A patent application published Thursday suggests Apple is working to turn Apple Watch into a full-fledged medical device, one that can monitor a user's vital signs and automatically send out an alert should they need urgent care.
As published by the U.S. Patent and Trademark Office, Apple's application for "Care event detection and alerts" provides for a hardware system capable of monitoring its surrounding environment for so-called "care events," described as any event that necessitates assistance from medical personnel, police, fire rescue or other emergency technicians. For example, the device could be programmed to monitor a user's heart for an arrhythmia and, upon detection, send out an alert to family or emergency responders.
While not specifically mentioned in the document, Apple Watch is uniquely qualified to fulfill the proposed system's goals. Apple's wearable not only incorporates advanced sensors and processing hardware capable of monitoring for care events, but also packs in a communications suite that can be used to transmit emergency notifications via iPhone.
In operation, the wearable and its host device work together to detect a care event. For example, if an iPhone's accelerometer detects a sudden change in acceleration, while Apple Watch no longer detects a heart rate, the system might determine that a user has had a heart attack and is incapacitated. Other examples include car accidents, muggings and other events that can be quantified by onboard accelerometer, heart rate, microphone, GPS and other sensors.
Once a care event is detected, the system sends out alerts to a predefined list of recipients, dubbed the "care list" or "care circle." Established by the user, or as a phone preset, the care list contains contact information for family members, doctors and general emergency services.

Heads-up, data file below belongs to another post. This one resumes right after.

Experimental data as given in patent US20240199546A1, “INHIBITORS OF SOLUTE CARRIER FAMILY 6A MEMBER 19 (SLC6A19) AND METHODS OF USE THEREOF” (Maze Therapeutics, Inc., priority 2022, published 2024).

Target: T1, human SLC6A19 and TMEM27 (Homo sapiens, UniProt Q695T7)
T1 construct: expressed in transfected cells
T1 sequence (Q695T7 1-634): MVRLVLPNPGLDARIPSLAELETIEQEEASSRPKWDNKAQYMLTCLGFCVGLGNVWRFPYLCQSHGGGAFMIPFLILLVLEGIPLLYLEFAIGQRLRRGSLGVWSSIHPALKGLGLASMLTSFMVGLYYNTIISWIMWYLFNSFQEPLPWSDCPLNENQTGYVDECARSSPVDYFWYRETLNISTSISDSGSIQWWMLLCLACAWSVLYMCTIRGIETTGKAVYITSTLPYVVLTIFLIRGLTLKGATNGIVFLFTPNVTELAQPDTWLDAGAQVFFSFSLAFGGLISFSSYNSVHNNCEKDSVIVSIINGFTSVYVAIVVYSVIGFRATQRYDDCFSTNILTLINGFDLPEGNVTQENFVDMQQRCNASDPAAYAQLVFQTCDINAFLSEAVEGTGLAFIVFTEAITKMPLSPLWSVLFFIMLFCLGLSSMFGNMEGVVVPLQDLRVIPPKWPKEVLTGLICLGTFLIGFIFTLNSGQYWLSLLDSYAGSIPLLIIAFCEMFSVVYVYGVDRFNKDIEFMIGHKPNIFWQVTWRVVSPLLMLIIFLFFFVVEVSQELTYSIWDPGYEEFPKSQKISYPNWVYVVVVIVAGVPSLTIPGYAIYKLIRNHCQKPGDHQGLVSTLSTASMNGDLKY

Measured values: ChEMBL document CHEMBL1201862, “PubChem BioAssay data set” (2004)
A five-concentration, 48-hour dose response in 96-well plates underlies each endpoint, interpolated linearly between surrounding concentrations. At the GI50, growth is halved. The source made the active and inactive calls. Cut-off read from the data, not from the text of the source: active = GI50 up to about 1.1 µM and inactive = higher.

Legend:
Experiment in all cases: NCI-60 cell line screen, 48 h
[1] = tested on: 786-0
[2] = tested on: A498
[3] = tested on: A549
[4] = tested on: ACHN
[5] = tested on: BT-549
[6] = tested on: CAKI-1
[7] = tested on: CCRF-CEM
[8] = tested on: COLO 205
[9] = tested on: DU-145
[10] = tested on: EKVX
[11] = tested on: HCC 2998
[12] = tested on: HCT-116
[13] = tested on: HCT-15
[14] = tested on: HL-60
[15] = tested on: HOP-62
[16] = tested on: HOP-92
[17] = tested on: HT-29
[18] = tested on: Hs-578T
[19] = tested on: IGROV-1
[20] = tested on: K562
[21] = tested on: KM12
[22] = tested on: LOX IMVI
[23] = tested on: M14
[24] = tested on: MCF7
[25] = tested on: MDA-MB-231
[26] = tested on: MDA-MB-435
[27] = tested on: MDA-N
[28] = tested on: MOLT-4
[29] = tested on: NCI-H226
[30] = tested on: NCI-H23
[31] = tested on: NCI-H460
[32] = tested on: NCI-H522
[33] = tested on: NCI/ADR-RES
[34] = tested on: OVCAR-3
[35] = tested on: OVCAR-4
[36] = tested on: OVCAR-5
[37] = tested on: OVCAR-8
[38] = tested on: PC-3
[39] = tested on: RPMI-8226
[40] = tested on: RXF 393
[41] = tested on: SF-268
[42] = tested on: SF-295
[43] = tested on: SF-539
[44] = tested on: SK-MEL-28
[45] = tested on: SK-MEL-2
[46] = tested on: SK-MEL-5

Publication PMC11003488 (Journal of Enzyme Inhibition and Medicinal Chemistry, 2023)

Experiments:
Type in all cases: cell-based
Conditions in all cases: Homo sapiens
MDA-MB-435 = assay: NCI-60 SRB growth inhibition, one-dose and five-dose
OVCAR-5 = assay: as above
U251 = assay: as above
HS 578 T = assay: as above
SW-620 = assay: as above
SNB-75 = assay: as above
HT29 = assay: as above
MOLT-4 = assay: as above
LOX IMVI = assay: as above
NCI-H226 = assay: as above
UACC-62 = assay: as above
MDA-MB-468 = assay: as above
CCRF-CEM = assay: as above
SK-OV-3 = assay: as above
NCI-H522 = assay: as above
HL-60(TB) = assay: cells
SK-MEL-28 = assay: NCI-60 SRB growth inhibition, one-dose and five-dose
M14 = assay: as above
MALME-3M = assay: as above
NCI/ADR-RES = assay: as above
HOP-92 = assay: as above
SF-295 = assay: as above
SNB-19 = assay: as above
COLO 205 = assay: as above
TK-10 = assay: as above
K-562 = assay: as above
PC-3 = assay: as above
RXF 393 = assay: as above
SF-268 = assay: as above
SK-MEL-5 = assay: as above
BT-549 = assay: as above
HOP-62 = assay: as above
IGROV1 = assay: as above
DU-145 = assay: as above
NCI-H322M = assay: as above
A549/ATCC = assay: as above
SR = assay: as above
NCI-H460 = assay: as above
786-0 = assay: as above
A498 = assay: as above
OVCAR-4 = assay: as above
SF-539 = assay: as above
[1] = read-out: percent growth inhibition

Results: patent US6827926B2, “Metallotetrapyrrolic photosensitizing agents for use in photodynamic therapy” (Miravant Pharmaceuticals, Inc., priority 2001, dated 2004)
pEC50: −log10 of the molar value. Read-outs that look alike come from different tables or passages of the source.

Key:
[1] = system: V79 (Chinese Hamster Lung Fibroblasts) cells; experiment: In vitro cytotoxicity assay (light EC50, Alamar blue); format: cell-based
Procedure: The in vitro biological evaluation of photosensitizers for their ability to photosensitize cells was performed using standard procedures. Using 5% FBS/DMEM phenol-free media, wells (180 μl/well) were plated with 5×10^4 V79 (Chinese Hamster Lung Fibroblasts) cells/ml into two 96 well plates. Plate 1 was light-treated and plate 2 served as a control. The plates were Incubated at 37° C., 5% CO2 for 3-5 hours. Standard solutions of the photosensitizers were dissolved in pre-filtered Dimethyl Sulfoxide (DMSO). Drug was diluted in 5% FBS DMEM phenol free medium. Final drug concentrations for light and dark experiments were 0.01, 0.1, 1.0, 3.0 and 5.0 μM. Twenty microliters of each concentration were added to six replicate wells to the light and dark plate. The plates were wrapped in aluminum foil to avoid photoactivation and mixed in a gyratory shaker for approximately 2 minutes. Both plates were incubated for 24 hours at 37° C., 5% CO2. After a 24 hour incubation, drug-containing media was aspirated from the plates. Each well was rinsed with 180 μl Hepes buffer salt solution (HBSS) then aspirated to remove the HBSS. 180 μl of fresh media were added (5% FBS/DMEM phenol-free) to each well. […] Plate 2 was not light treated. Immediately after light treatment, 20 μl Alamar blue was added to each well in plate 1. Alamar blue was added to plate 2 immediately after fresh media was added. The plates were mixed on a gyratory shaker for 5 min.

Apple points out that the system needs fine tuning to avoid false alarms. To hedge against system errors, the invention includes a method of triage that escalates notifications based on severity before sending them out to recipients on the care list, itself split into a distinct hierarchy. For example, a user's spouse or family might populate the first level on the care list and will therefore get the initial alert. In some cases emergency services contacts sit at the highest level and are only notified if the situation escalates or all lower level list recipients fail to respond.
Some embodiments call for customized alerts that contain a user's relevant medical records (gathered from the Health app or an offsite database), location and other important information. In some cases users — if lucid — can manually dictate what information is disseminated through onscreen cues.
Apple has yet to position Apple Watch as a bonafide medical device, most likely due to that industry's tight regulations. Indeed, rumors last year claimed the company scrapped plans to integrate advanced health monitoring features into Watch due in part to regulatory hurdles.
While today's patent application is evidence that Apple is continuing work on medical applications for the Apple Watch platform, it remains unclear when such technology will make its way into a shipping product.
Apple's care detection and alert patent application was first filed for in September 2015 and credits Martha E. Hankey and James Foster as its inventors.